Here today, gone tomorrow. Really, it’s gone instantaneously. What am I talking about? Time. We act like we have forever ahead of us, which isn’t the case. Because we don’t know how much time is left and we don’t treasure it like the precious, non-renewable resource that it is. The older I get, the more that friends are dealing with catastrophic, potentially life-limiting diagnoses. There is nothing like awareness of a real dead-line to focus attention on what matters. One of the collateral problems with illnesses like cancer is that a person who is diagnosed doesn’t know how much good time they’ll have. Illness can drain energy; treatment has a variety of side-effects; and pain distracts. Even when pain is well-managed, the drugs that help control it may result in sleepiness.
You may say, “These are my priorities.” Let your calendar prove it, using backward planning. Pull out whatever you use to keep track of appointments and analyze a “normal” week (no travels, ER visits, or house guests (unless those are usual for you etc.). A week has 168 hours but you may want to evaluate just your work week. How long do you sleep? Subtract your sleep time from 168 to calculate awake, usable time. Do you get a consistent amount each night? Pay attention to your sleep number, especially if you find yourself having a daily slump or you seem to be prone to catching whatever illness is going around. Add up time spent preparing and commuting as well as work itself. Factor in maintenance activities like child care, shopping, cooking, cleaning, paying bills, etc. It may be that your work represents your highest priority, which makes sense if that’s where most of your time is going. Ask a friend to partner and track a week together. Make a date to analyze the results of your time audits. Ask questions like: If health is important to you, how much time do you spend exercising and fixing healthy meals? If writing is your goal, how often do you set prime time aside for your projects?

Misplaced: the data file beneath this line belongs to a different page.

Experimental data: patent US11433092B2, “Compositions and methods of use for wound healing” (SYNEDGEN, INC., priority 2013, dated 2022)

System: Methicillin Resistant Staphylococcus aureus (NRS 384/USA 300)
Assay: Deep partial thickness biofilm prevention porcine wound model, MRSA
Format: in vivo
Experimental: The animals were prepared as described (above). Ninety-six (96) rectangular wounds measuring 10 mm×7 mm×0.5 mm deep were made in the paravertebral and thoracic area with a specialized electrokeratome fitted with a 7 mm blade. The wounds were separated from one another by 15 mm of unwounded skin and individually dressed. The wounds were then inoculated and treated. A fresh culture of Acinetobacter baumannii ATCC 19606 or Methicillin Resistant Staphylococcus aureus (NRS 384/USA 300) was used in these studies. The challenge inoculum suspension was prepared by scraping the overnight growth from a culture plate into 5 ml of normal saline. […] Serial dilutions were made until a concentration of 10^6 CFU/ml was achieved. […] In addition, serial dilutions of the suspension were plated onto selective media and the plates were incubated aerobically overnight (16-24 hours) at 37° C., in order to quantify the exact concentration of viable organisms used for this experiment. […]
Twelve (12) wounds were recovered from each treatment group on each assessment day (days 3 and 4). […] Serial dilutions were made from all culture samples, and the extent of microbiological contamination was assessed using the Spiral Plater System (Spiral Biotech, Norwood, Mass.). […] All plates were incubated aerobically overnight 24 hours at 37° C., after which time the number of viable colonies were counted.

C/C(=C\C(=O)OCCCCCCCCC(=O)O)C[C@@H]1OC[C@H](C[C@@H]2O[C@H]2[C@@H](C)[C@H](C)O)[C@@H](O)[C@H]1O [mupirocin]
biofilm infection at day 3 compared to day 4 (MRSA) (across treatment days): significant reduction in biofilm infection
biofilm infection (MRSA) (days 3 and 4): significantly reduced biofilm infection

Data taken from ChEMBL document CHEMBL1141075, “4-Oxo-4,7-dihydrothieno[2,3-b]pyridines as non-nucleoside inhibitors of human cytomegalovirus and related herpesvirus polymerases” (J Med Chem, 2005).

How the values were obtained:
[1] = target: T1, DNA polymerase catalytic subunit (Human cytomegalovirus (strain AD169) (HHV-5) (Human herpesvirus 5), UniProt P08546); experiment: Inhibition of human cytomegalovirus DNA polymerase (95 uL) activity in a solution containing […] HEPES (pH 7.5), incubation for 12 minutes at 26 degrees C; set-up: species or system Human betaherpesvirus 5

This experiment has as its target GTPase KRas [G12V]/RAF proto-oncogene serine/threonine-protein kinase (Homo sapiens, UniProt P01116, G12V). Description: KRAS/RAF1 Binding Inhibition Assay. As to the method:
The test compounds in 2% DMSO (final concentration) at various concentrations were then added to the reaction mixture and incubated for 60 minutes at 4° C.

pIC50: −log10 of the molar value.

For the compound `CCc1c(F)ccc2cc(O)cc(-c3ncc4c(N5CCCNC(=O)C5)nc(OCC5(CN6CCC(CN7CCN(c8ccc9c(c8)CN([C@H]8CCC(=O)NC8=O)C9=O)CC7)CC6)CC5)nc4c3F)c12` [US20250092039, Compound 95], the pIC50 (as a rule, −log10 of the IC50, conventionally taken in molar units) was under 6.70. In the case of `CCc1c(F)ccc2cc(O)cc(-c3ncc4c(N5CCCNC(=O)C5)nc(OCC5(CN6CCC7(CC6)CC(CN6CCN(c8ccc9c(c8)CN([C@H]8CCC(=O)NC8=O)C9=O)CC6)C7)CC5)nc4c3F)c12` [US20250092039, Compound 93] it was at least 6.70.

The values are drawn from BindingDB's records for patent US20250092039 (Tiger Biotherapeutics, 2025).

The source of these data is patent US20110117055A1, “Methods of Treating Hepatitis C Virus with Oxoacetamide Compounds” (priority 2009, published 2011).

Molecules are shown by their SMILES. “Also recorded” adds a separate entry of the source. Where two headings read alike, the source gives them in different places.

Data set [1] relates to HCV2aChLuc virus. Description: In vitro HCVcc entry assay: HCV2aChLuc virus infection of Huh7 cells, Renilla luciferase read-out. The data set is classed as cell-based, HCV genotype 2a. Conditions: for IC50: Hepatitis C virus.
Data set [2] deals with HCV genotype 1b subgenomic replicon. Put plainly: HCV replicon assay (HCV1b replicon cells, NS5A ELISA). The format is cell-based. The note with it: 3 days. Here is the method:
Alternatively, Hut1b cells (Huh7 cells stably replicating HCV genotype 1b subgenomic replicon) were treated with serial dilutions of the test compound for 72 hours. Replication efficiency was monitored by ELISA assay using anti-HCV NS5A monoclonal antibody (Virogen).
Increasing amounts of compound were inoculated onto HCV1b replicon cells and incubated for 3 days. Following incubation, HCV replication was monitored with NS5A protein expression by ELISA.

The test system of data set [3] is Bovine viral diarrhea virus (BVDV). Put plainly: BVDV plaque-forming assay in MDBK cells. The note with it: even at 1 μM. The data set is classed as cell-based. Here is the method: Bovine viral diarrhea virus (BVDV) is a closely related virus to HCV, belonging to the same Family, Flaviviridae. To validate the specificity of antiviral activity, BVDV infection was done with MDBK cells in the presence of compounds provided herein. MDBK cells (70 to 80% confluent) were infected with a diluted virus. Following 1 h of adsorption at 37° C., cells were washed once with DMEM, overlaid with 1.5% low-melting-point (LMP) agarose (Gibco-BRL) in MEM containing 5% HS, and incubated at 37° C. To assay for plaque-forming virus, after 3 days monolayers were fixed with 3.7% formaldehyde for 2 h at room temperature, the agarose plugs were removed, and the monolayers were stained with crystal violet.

Don’t wait to start living. Use your next coffee break to think about what’s important instead of checking your phone for messages. Knowing that life may be measured in months or weeks gives a sense of urgency to embrace joy, but no one has guarantees. We don’t know so make moments count by living your dash: the days between birth and death dates. If you haven’t heard of the Dash poem, read it here:
One life, no do-overs.
© Joan S Grey, 23 Sep 2016
IndexCardCure™: living intentionally